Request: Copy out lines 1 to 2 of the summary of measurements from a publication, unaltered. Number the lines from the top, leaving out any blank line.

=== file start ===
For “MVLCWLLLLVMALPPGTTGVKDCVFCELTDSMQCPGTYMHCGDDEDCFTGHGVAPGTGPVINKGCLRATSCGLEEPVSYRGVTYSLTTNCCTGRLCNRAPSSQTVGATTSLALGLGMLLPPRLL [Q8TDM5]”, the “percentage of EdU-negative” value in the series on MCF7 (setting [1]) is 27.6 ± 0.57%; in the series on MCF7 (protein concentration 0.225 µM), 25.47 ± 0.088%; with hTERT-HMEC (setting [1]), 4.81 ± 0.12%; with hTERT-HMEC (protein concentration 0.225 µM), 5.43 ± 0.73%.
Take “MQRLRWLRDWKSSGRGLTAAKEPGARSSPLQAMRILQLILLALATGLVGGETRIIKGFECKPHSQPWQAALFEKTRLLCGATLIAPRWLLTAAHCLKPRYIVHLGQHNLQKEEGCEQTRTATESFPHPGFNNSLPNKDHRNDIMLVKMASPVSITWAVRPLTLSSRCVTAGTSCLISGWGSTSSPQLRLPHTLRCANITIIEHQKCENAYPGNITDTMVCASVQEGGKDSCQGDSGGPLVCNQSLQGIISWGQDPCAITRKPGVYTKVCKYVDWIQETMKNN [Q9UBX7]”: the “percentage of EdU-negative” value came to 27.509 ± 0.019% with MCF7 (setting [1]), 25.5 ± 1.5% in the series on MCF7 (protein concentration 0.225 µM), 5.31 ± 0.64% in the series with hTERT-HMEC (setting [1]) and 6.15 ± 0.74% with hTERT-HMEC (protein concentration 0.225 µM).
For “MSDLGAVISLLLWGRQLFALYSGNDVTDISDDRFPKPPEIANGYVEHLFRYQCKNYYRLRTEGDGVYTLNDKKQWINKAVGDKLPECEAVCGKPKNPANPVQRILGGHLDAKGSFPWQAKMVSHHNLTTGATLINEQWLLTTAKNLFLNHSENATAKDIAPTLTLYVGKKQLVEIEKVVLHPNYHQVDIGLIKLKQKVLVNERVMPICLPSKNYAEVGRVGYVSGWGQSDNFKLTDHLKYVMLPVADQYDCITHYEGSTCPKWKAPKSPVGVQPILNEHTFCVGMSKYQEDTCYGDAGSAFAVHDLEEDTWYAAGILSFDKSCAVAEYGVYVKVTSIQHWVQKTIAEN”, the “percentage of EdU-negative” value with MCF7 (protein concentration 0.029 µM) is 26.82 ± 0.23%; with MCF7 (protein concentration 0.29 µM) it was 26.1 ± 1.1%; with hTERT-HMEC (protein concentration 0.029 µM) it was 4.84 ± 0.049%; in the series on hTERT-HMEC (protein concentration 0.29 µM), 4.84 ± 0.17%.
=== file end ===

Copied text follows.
For “MVLCWLLLLVMALPPGTTGVKDCVFCELTDSMQCPGTYMHCGDDEDCFTGHGVAPGTGPVINKGCLRATSCGLEEPVSYRGVTYSLTTNCCTGRLCNRAPSSQTVGATTSLALGLGMLLPPRLL [Q8TDM5]”, the “percentage of EdU-negative” value in the series on MCF7 (setting [1]) is 27.6 ± 0.57%; in the series on MCF7 (protein concentration 0.225 µM), 25.47 ± 0.088%; with hTERT-HMEC (setting [1]), 4.81 ± 0.12%; with hTERT-HMEC (protein concentration 0.225 µM), 5.43 ± 0.73%.
Take “MQRLRWLRDWKSSGRGLTAAKEPGARSSPLQAMRILQLILLALATGLVGGETRIIKGFECKPHSQPWQAALFEKTRLLCGATLIAPRWLLTAAHCLKPRYIVHLGQHNLQKEEGCEQTRTATESFPHPGFNNSLPNKDHRNDIMLVKMASPVSITWAVRPLTLSSRCVTAGTSCLISGWGSTSSPQLRLPHTLRCANITIIEHQKCENAYPGNITDTMVCASVQEGGKDSCQGDSGGPLVCNQSLQGIISWGQDPCAITRKPGVYTKVCKYVDWIQETMKNN [Q9UBX7]”: the “percentage of EdU-negative” value came to 27.509 ± 0.019% with MCF7 (setting [1]), 25.5 ± 1.5% in the series on MCF7 (protein concentration 0.225 µM), 5.31 ± 0.64% in the series with hTERT-HMEC (setting [1]) and 6.15 ± 0.74% with hTERT-HMEC (protein concentration 0.225 µM).